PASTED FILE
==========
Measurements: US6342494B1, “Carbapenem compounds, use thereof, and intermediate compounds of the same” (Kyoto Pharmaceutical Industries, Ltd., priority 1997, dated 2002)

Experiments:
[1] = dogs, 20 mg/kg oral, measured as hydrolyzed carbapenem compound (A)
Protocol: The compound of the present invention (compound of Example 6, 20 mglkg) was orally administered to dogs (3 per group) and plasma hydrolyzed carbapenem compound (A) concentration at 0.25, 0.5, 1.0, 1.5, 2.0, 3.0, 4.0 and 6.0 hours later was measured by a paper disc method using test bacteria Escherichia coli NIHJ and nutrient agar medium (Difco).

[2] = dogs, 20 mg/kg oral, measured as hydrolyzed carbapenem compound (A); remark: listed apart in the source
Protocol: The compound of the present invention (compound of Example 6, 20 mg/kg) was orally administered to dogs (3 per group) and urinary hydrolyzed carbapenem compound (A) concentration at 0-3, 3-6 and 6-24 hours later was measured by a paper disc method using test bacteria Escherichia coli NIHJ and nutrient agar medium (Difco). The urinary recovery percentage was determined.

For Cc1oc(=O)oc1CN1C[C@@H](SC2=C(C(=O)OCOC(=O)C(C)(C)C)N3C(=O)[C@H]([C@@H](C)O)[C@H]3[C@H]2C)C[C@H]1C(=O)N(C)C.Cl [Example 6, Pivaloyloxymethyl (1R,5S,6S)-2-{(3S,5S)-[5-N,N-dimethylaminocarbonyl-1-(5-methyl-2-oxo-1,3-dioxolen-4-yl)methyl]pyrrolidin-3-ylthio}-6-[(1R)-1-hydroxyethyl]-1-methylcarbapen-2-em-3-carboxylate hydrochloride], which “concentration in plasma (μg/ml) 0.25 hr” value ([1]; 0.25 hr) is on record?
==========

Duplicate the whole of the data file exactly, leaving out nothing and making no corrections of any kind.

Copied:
Measurements: US6342494B1, “Carbapenem compounds, use thereof, and intermediate compounds of the same” (Kyoto Pharmaceutical Industries, Ltd., priority 1997, dated 2002)

Experiments:
[1] = dogs, 20 mg/kg oral, measured as hydrolyzed carbapenem compound (A)
Protocol: The compound of the present invention (compound of Example 6, 20 mglkg) was orally administered to dogs (3 per group) and plasma hydrolyzed carbapenem compound (A) concentration at 0.25, 0.5, 1.0, 1.5, 2.0, 3.0, 4.0 and 6.0 hours later was measured by a paper disc method using test bacteria Escherichia coli NIHJ and nutrient agar medium (Difco).

[2] = dogs, 20 mg/kg oral, measured as hydrolyzed carbapenem compound (A); remark: listed apart in the source
Protocol: The compound of the present invention (compound of Example 6, 20 mg/kg) was orally administered to dogs (3 per group) and urinary hydrolyzed carbapenem compound (A) concentration at 0-3, 3-6 and 6-24 hours later was measured by a paper disc method using test bacteria Escherichia coli NIHJ and nutrient agar medium (Difco). The urinary recovery percentage was determined.

For Cc1oc(=O)oc1CN1C[C@@H](SC2=C(C(=O)OCOC(=O)C(C)(C)C)N3C(=O)[C@H]([C@@H](C)O)[C@H]3[C@H]2C)C[C@H]1C(=O)N(C)C.Cl [Example 6, Pivaloyloxymethyl (1R,5S,6S)-2-{(3S,5S)-[5-N,N-dimethylaminocarbonyl-1-(5-methyl-2-oxo-1,3-dioxolen-4-yl)methyl]pyrrolidin-3-ylthio}-6-[(1R)-1-hydroxyethyl]-1-methylcarbapen-2-em-3-carboxylate hydrochloride], which “concentration in plasma (μg/ml) 0.25 hr” value ([1]; 0.25 hr) is on record?